interrogation.”  Murillo v. Musegades (1992, WD Tex) 809 F Supp 487.
This ruling, more than any other, prohibits the actions of the Border
Patrol in boarding a Trailways bus and telling the passengers that they
cannot disembark, or continue their travel, without first submitting to
interrogation.  Clearly the passengers are not “free to walk away,” and
cannot reasonably believe that they are “free to walk away.”  Passengers
are “not required to cooperate in such a situation.”

“When an individual is stopped solely for the purpose of being
identified, the individual has the right to decline to answer a law
enforcement officer’s questions, and even when a person refuses an
officer’s request for identification, the officer must have reasonable
suspicion of misconduct in order to detain him or her; no inference of
suspicious conduct may be drawn from a refusal to cooperate.”  Murillo
v. Musegades (1992, WD Tex) 809 F Supp 487.  This ruling, more than any
other, protects the right of Trailways passengers to refuse to submit
to interrogation by Border Patrol agents.

“8 USCS 1357(a)(1) does not apply differently in San Juan than in any
other part of the U.S. ... INS agents ... have no power to detain or
seize prospective passengers who merely refuse to answer random
citizenship inquiry by agents.”  Lopez v. Garriga (1990, CA1 Puerto
Rico) 917 F2d 63.  This ruling protects Trailways passengers who refuse
to cooperate with the Border Patrol’s random citizenship inquiry from
being detained or seized.

“Although the INA allows an INS agent to question a person believed to
be an alien about his or her right to be or remain in the United States,
the statutory provision is limited by the Fourth Amendment, and thus an
INS agent may not question any individual about his or her right to be
or to remain in the United States unless the INS agent has a reasonable
suspicion, based on specific articulable facts involving more than mere
ethnic appearance, that the individual is an alien.”  Murillo v.
Musegades (1992, WD Tex) 809 F Supp 487.  Thus the practice sometimes
employed by Border Patrol agents in northern New York – that of
interrogating some, but not all, of the passengers on a Trailways bus,
and of selecting those to be interrogated based solely on ethnicity,
especially Oriental descent -- is prohibited by Murillo v. Musegades.

“Requirement for valid arrest under 8 USCS 1357(a)(2) that officer
have ‘reason to believe’ that alien is in country illegally, must
be considered to be equivalent of probable cause requirement.”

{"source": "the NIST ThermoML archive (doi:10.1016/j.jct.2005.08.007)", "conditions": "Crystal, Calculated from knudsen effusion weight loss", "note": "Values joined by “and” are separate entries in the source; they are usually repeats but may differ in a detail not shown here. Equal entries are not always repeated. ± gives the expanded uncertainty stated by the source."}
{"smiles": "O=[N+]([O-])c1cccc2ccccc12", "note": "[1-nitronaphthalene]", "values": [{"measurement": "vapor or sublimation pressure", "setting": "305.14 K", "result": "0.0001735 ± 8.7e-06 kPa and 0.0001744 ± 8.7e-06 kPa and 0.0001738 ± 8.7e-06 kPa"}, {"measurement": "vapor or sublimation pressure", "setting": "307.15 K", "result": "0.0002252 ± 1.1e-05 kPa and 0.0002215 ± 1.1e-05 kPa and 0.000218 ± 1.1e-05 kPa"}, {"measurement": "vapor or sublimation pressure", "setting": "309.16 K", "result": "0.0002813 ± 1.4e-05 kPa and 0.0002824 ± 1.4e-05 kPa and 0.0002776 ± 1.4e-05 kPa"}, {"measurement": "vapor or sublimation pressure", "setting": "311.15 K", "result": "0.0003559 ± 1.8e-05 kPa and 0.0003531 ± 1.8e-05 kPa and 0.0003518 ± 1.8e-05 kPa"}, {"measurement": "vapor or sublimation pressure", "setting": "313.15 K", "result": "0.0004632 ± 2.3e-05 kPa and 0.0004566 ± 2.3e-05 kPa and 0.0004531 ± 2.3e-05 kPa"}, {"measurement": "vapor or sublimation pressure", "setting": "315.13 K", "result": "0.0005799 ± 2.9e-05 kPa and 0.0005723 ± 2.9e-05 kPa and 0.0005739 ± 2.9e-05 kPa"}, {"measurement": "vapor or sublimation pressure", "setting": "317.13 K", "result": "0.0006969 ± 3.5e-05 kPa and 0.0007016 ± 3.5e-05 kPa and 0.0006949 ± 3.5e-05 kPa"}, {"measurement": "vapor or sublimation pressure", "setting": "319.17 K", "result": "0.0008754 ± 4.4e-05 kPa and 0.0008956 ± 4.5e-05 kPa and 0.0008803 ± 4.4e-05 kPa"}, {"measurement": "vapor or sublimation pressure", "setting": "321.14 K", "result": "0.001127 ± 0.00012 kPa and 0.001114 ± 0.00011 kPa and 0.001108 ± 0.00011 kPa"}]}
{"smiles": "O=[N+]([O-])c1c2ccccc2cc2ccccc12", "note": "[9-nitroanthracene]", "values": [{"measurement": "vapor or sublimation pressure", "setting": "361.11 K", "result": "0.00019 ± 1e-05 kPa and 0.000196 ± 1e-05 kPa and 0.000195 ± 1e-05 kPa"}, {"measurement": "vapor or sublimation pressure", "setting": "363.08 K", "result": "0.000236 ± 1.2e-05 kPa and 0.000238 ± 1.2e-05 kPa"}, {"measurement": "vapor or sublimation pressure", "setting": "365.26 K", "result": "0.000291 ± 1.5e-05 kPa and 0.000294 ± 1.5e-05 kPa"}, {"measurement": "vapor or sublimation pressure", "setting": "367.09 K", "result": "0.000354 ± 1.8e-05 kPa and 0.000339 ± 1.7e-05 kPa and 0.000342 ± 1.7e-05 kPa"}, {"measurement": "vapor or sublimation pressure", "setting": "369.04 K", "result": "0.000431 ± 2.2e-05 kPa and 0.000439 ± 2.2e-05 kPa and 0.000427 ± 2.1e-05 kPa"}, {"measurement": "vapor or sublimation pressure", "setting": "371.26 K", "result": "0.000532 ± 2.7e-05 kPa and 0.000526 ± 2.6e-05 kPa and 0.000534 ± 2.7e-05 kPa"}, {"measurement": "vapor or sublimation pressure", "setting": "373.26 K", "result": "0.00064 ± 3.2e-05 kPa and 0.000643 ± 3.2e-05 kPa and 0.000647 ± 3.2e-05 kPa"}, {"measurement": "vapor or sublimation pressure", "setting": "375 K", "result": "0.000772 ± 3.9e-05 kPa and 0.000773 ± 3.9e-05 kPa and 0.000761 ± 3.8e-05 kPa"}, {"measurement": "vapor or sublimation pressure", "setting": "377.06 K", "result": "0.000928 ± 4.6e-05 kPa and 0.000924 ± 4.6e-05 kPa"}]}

Au Yi Lau v. United States Immigration & Naturalization Service
(1971) 144 US App DC 147, 445 F2d 217, cert den (1971) 404 US 864,
30 L Ed 2d 108, 92 S Ct 64 and cert den (1971) 404 US 864,
30 L Ed 2d 108, 92 S Ct 66.  This ruling makes clear that grounds for
arrest must meet the standards of the Fourth Amendment.


On September 6, 2007, Border Patrol agents stopped a Trailways bus at
a Homeland Security checkpoint on Interstate 87 about seventy miles
from the Canadian border.  On several previous occasions that I had
experienced, the Border Patrol agents had let this bus pass through
after ascertaining that it is an internal schedule and does not cross
the Canadian border.

This time, the agents forced the driver to pull the bus into the
adjacent rest area.  Two Border Patrol Agents, one male, one female,
both of them armed and wearing uniforms, boarded the bus and began
interrogating the passengers, demanding to know our place of birth.
I asked:  “Am I a person suspected of being an alien?” The female
agent answered: “We suspect everyone.”  Finding this statement to be an
entirely inappropriate presumption of guilt, I advised her that federal
case law requires that she have “specific articulable facts” to support
her belief that I am an alien.  I asked her to state those facts, and
told her that if she cannot do so, I am not required to cooperate.
She threatened to arrest me.  I asked her on what charge, and she said
“failure to obey” a federal law enforcement agent.  I told her that
she would be in big trouble if she did that, because federal case law,
pursuant to the Fourth Amendment, requires that she have “probable cause.”
She answered “Oh really?” in what seemed a mocking tone of voice.

At this point a male officer approached me and I told him: “I don’t have
to answer your questions.”  He said: “That’s right, you don’t.”  He then
told the female officer: “We’ll arrest him, fingerprint him, and run a
check on him.”  At this point they left the bus to secure reinforcements.
The bus driver expressed concern that I was holding up the bus, so I
urged the bus driver to leave without me.  I carried my backpack off the
bus and set it down in the parking lot against a guard rail.

Four Border Patrol Agents emerged from their headquarters with a dog to
sniff my backpack, after which one of the agents said that he would let
me back on the bus.  He stated that my backpack contained no drugs,
revealing once and for all that the dog on the leash was trained to sniff
for drugs, not explosives, and that the “Homeland Security checkpoint”
was designed to trap drug smugglers, not illegal aliens or terrorists.

“I ask you to enforce the law, not break the law,” I said as I
reboarded the bus.  This brings us back one more time to the Magna
Carta.  In paragraph 45, the land barons agreed that:  “We will appoint
as justices, constables, sheriffs, or bailiffs only such as know the
law of the realm and mean to observe it well.”  I have little doubt
that these Border Patrol agents mean to observe the law.  The problem
is that they do not know the law.  But to say that they are “just doing
their jobs” or “only following orders” is not an exculpatory response.
That is the Nuremberg defense.


Richard Hayes Phillips, Ph.D.
4 Fisher Street
Canton, New York 13617
(315) 379-0820